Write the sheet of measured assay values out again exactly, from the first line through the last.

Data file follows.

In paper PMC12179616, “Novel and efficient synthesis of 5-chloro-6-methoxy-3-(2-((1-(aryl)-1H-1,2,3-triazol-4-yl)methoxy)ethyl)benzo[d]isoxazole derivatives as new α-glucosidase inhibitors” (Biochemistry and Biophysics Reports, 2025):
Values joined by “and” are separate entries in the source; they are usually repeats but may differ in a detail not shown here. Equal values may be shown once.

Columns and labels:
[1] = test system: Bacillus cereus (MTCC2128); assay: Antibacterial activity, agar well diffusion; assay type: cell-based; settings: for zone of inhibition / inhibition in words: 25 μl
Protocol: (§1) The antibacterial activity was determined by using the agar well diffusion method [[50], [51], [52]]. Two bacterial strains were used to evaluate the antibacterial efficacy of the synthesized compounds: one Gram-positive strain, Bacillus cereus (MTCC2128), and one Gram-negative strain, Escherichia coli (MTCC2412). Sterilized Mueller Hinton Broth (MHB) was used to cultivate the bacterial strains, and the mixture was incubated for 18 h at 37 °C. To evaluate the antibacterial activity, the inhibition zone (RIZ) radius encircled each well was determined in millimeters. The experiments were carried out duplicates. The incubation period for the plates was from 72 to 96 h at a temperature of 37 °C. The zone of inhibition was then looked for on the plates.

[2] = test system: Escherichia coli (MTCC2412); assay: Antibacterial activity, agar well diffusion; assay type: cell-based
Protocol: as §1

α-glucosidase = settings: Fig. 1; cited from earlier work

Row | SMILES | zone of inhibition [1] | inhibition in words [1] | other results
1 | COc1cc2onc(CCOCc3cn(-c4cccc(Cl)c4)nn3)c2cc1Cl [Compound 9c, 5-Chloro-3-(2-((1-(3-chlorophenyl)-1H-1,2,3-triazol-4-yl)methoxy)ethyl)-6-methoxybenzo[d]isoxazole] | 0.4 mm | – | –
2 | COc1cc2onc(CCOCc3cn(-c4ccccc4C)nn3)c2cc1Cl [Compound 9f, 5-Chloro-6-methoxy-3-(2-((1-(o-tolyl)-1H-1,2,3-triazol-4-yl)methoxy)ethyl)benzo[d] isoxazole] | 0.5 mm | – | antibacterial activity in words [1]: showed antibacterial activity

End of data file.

In paper PMC12179616, “Novel and efficient synthesis of 5-chloro-6-methoxy-3-(2-((1-(aryl)-1H-1,2,3-triazol-4-yl)methoxy)ethyl)benzo[d]isoxazole derivatives as new α-glucosidase inhibitors” (Biochemistry and Biophysics Reports, 2025):
Values joined by “and” are separate entries in the source; they are usually repeats but may differ in a detail not shown here. Equal values may be shown once.

Columns and labels:
[1] = test system: Bacillus cereus (MTCC2128); assay: Antibacterial activity, agar well diffusion; assay type: cell-based; settings: for zone of inhibition / inhibition in words: 25 μl
Protocol: (§1) The antibacterial activity was determined by using the agar well diffusion method [[50], [51], [52]]. Two bacterial strains were used to evaluate the antibacterial efficacy of the synthesized compounds: one Gram-positive strain, Bacillus cereus (MTCC2128), and one Gram-negative strain, Escherichia coli (MTCC2412). Sterilized Mueller Hinton Broth (MHB) was used to cultivate the bacterial strains, and the mixture was incubated for 18 h at 37 °C. To evaluate the antibacterial activity, the inhibition zone (RIZ) radius encircled each well was determined in millimeters. The experiments were carried out duplicates. The incubation period for the plates was from 72 to 96 h at a temperature of 37 °C. The zone of inhibition was then looked for on the plates.

[2] = test system: Escherichia coli (MTCC2412); assay: Antibacterial activity, agar well diffusion; assay type: cell-based
Protocol: as §1

α-glucosidase = settings: Fig. 1; cited from earlier work

Row | SMILES | zone of inhibition [1] | inhibition in words [1] | other results
1 | COc1cc2onc(CCOCc3cn(-c4cccc(Cl)c4)nn3)c2cc1Cl [Compound 9c, 5-Chloro-3-(2-((1-(3-chlorophenyl)-1H-1,2,3-triazol-4-yl)methoxy)ethyl)-6-methoxybenzo[d]isoxazole] | 0.4 mm | – | –
2 | COc1cc2onc(CCOCc3cn(-c4ccccc4C)nn3)c2cc1Cl [Compound 9f, 5-Chloro-6-methoxy-3-(2-((1-(o-tolyl)-1H-1,2,3-triazol-4-yl)methoxy)ethyl)benzo[d] isoxazole] | 0.5 mm | – | antibacterial activity in words [1]: showed antibacterial activity